Evaluating the rumored St. Louis Cardinals-Nolan Arenado trade package
By Kevin Larson
Hudson is a 25-year-old right-handed pitcher with just over a year of Major League experience. He pitched 174.2 innings last season and had a 16-7 record. It led to him accumulating an fWAR of 1.0 with an ERA of 3.35.
On the outside, that ERA looks appealing and his ERA- of 79 looks pretty good as well. However, that’s balanced out with an FIP of 4.93 and an FIP- of 114. That FIP- is similar to Antonio Senzatela‘s (116).
His BB% in 2019 was 11.4% and his K% was 18.0%. That BB% would be the highest in the Rockies rotation among starters with at least 60 IP and that K% would rank fourth behind Marquez, Gray and Hoffman. He did post a high 56.9% GB%, which would be the highest on the Rockies (just edging out Senzatela’s 53.8%). His Hard Hit Percentage of 40.5% would sandwich him between Freeland and Hoffman as the highest of the Rockies starters last season.
We shouldn’t be terribly harsh on Hudson, though, because that was his rookie season as there will be room for improvement in certain areas. We need to consider future value as well. Per FanGraphs, Hudson’s topped out on his fastball (rated at a 70), slider (rated at 55) and cutter (also at 55). He has room for improvement on his command (currently 40/45). And for his Future Value, Fangraphs has him rated at a 45 (50 is the rating for an average ball player).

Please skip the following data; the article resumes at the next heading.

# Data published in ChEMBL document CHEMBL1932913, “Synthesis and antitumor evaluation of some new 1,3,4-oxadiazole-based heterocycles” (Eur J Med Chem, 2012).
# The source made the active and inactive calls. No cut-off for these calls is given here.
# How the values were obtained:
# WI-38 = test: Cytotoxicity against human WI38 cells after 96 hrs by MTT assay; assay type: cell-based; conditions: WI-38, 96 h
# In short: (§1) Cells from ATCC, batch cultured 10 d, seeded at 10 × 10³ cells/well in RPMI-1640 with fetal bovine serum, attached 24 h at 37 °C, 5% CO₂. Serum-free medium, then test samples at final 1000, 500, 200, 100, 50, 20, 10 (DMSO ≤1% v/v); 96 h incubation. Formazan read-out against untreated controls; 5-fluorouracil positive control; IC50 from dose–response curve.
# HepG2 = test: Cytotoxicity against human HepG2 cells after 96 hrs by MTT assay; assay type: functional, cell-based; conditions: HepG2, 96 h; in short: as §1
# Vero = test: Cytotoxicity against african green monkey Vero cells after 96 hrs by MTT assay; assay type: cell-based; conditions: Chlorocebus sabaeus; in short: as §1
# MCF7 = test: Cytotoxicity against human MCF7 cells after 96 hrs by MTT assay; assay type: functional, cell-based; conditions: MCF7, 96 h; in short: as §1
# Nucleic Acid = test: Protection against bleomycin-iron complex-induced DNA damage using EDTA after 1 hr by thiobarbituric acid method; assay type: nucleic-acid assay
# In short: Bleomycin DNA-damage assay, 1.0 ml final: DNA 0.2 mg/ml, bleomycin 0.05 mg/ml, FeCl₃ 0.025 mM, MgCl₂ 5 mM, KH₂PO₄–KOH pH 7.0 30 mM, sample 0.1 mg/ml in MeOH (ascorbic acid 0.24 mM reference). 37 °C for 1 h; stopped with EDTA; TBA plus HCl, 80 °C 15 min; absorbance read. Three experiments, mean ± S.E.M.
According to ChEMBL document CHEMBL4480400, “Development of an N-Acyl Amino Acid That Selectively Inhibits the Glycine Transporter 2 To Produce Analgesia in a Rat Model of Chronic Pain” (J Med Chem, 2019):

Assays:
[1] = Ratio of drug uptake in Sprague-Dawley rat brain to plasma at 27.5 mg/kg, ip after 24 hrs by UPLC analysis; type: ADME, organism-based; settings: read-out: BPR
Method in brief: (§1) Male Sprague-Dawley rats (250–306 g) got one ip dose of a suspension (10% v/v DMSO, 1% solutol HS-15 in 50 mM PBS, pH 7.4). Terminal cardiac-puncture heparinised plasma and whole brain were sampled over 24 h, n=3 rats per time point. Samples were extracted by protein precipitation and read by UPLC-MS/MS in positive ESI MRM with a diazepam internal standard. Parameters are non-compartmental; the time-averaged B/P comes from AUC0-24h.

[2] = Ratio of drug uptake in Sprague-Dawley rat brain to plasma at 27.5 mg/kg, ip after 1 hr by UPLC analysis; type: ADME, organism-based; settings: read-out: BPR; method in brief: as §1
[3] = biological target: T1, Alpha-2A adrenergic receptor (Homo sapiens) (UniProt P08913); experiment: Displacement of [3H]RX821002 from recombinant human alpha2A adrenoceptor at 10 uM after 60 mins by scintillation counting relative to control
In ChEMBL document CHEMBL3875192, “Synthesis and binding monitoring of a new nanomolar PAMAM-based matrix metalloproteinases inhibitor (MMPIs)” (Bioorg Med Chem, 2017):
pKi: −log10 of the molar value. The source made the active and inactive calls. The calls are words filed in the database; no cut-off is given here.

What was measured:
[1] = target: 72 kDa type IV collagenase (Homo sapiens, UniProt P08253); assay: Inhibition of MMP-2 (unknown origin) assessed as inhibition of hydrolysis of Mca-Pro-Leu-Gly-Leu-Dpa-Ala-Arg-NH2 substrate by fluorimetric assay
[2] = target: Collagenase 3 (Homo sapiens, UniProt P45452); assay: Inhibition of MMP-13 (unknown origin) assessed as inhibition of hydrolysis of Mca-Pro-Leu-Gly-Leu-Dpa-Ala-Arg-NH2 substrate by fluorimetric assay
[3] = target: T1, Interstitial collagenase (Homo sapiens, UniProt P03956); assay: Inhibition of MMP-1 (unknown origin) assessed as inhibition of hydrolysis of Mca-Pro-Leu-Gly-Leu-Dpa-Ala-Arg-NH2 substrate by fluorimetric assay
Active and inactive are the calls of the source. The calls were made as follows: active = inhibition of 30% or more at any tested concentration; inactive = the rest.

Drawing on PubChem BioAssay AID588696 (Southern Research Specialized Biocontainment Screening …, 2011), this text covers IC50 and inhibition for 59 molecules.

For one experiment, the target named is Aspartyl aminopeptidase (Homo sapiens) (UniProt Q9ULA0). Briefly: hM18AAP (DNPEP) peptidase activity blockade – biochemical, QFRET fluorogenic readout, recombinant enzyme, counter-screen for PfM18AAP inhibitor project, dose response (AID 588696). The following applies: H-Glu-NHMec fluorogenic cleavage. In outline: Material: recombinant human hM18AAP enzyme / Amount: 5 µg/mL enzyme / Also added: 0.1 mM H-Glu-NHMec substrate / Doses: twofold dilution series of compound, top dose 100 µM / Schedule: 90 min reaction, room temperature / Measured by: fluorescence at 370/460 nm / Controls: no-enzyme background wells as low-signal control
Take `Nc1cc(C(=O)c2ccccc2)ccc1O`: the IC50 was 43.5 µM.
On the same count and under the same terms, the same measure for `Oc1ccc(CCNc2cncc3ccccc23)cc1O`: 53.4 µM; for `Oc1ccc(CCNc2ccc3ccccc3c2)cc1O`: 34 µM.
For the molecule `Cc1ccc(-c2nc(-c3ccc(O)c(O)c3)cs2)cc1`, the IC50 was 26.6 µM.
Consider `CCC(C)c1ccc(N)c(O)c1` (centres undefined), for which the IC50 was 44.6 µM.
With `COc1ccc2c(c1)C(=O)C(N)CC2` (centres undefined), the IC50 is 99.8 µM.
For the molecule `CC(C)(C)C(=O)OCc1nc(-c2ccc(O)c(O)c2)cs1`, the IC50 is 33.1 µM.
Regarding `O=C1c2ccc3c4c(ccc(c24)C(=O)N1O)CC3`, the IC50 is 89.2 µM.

For reference, Peter Lambert‘s current Future Value is at a 50.
Based off this, Hudson seems to fit in near the back end of a rotation. He did have a bit of success with the Cardinals in terms of his Win-Loss record, but as we know now pitcher wins aren’t everything. With more things to work on, it may be tough putting him into an environment like Coors Field as he tries to improve on some of his statistics that need work, such as his HR/FB%. Last season it sat at 19.8% while in the minors it was at 6.7% in AA in 2017 and 1.3% in AAA in 2018.
Hudson may be a risk to try to develop further at Coors Field and his success in a Rockies rotation would seem to be a wild card. However, the Rockies (and any team really) are always going to be in the market for needing young controllable starting pitchers. It’s just whether this moves the needle enough or not.